The workflow described above does not allow debugging on compute nodes that have been requested via an interactive Slurm job, for example. The security settings prevent the login node from being used as a proxy jump host. So there is no way to connect your locally installed VS code to the compute nodes. Debugging GPU codes is therefore also not possible, since this kind of resource is only accessible within Slurm jobs.

code-server

The application code-server5 allows to run the server part of VS Code on any machine, it can be accessed in the web browser. This enables, for example, development and debugging on compute nodes.
Code-server is available via the Lmod-module devel/code-server

code-server.png

VS Code in web browser: code-server
Source: https://github.com/cdr/code-server

Start code-server

Security implications

Please note that by starting code-server you are running a web server that can be accessed by everyone logged in on HoreKa/bwUniCluster.

  • If password protection is disabled, anybody can access your account and your data.
  • Chose a secure password!
  • Do NOT use code-server --link!

Code-server can be run on either login nodes or compute nodes. In the example shown, an interactive job is started on a GPU partition to run code-server there.

salloc -p accelerated --gres=gpu:4 --time=30:00 # Start interactive job with 1 GPU
module load devel/code-server                   # Load code-server module

When code-server is started, it opens a web server listening on a certain port. The user has to specify the port. It can be chosen freely in the unprivileged range (above 1024). If a port is already assigned, e.g. because several users choose the same port, another port must be chosen.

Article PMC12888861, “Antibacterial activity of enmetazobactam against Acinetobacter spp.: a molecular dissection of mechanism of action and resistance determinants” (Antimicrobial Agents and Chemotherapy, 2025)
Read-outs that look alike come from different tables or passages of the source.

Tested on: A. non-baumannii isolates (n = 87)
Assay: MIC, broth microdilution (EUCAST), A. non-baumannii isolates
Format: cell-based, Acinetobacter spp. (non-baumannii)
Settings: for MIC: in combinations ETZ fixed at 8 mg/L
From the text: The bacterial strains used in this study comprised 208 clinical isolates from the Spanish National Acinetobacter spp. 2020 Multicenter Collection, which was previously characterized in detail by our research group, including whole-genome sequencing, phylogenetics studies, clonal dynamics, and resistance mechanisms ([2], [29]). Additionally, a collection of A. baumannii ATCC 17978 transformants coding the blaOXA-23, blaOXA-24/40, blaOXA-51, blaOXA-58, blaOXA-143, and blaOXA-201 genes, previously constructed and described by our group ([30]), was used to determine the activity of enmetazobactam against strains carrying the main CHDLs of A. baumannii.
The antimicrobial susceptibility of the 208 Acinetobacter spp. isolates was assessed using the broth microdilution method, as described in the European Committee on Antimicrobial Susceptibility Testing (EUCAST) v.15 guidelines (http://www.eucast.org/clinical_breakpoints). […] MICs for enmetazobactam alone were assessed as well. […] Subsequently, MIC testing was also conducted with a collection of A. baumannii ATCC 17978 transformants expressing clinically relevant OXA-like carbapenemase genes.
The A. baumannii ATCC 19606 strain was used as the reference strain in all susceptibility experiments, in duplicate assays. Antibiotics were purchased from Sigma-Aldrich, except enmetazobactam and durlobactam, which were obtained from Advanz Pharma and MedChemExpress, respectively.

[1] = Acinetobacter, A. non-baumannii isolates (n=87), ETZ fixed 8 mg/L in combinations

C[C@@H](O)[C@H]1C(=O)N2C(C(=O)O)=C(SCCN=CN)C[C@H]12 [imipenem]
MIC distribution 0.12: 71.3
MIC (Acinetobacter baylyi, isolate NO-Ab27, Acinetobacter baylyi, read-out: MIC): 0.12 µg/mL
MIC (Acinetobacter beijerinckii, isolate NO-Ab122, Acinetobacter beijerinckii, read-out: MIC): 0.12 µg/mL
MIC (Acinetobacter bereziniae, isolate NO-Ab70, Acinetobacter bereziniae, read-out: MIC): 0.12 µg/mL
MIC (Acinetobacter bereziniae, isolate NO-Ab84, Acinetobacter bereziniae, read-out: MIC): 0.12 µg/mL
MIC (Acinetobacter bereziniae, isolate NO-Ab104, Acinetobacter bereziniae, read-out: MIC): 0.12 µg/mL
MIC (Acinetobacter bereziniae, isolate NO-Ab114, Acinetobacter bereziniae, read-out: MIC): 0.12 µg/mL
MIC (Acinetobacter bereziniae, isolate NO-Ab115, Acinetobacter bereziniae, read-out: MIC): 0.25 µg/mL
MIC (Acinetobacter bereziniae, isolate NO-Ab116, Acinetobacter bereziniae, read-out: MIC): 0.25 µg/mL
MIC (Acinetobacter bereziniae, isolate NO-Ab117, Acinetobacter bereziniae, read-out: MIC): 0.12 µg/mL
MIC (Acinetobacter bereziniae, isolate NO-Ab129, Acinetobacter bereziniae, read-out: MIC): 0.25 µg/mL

By starting code-server, you are running a web server that can be accessed by anyone logged in to HoreKa/bwUniCluster. To prevent other people from gaining access to your account and data, this web server is password protected. If no variable PASSWORD is defined, the password in the default config file ~/.config/code-server/config.yaml is used. If you want to define your own password, you can either change it in the config file or export the variable PASSWORD.

PASSWORD=<mySecret> code-server --bind-addr 0.0.0.0:8081 --auth password    # Start code-server on port 8081

Connect to code-server

As soon as code-server is running, it can be accessed in the web browser. In order to establish the connection, a SSH tunnel from your local computer to the remote server has to be created via:

ssh -L 8081:<computeNodeID>:8081 <userID>@hk.scc.kit.edu

You need to enter the computeNodeID of the node on which the interactive Slurm job is running. If you have started code server on a login node, just enter localhost.
Now you can open http://127.0.0.1:8081 in your web browser. Eventually, you have to allow your browser to open an insecure (non-https site). The login site looks as follows:

code-server-login.png

Code-server login page.

Enter the password from ~/.config/code-server/config.yaml or from the PASSWORD variable. After clicking the "Submit" button, the familiar VS Code interface will open in your browser.

code-server-hk.png

Code-server running on GPU node of HoreKa.

End code-server session

If you want to temporarily log out from your code-server session you can open the "Application Menu" in the left side bar and click on "Log out".
To terminate the code-server session, you have to cancel it in the interactive Slurm job by pressing Ctrl+C.


Last update: September 21, 2022